Most every Friday afternoon, Dr. Javaid Perwaiz performed outpatient surgeries at a medical center in Suffolk.
And while there were lots of other doctors who operated regularly at the Bon Secours Surgery Center at Harbour View, there were none quite like Dr. Perwaiz, operating room nurse Jean Kennedy said.
His schedule was so packed and fast-paced the surgical center’s staff had a special name for it: the Perwaiz-a-thon.
“When someone asked you what are you doing today, staff would frequently say, ‘I’ve got the Perwaiz-a-thon,’” Kennedy said during testimony Monday in U.S. District Court in Norfolk. “It was an extremely busy tempo. Very stressful. At times it was chaotic.”
Perwaiz, 70, a longtime obstetrician-gynecologist who had offices in Chesapeake for decades, is on trial for multiple counts of heath care fraud, making false statements related to health care and identity theft. The trial began Wednesday and could last more than a month.
Prosecutors allege that Perwaiz frequently performed unnecessary surgeries and procedures, regularly induced labor for pregnant patients two weeks before they were due, and changed dates on forms to make it look like he was complying with insurance rules and regulations.
Kennedy testified Perwaiz typically had more than one operating room in use on Fridays and bounced back and forth between them. The other doctors just had one, she said.
And while the other doctors had their patients check in at staggered times, all of Perwaiz’s patients were told to report at the same time. Many of them didn’t seem to understand why they were having surgery, she said. And many had been there before.
“It was a first-come, first-serve basis,” she said. “There was no set schedule. It was just whoever was prepped and ready.”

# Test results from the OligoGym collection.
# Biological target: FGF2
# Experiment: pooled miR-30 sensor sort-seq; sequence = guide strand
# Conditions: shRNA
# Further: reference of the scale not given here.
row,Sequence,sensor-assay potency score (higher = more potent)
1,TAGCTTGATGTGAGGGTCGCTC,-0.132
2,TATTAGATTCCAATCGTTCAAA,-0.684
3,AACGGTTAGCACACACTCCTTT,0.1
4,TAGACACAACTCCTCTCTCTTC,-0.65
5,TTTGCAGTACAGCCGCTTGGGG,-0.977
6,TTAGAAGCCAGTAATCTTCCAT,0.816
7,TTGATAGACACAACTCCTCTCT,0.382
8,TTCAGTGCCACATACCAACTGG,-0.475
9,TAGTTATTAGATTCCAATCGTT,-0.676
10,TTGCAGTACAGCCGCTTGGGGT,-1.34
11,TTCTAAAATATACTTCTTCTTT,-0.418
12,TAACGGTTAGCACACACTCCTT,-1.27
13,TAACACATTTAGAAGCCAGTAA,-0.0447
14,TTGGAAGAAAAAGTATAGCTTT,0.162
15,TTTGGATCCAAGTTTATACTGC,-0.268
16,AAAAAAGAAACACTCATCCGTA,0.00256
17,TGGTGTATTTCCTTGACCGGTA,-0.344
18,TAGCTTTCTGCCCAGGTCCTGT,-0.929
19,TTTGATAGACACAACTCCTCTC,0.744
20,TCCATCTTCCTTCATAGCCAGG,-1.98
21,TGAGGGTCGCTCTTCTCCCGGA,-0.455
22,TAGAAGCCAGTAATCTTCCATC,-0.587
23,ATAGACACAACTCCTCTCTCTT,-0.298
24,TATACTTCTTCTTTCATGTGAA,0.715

The practice made Kennedy nervous because she feared it could lead to confusion and mistakes, she said.
Kennedy also said she occasionally saw the doctor write down post-surgery notes, in which he lists what he saw and did during the procedure, before the operation had even begun.
And unlike the other doctors, Perwaiz never used a scope with a camera on the end that could project images from inside the patient’s body onto a monitor for everyone in the operating room to see, she said.
Kennedy, who had once been a patient of Perwaiz and had worked in his office for a couple of years, said she and other hospital employees told supervisors of their concerns about Perwaiz’s unusual and concerning practices.
“They were fully aware,” she testified.
“And what happened?” prosecutor John Butler asked. “Nothing,” she said. “Things continued as they always had.”
In other testimony Monday, a 51-year-old former patient told jurors how she went to see Perwaiz after learning she had an abnormal pap smear. The woman had already survived breast cancer and feared getting cancer again.
The woman said Perwaiz performed one procedure, told her it didn’t work and that she’d need to get a hysterectomy. She said she was adamant about having it done vaginally because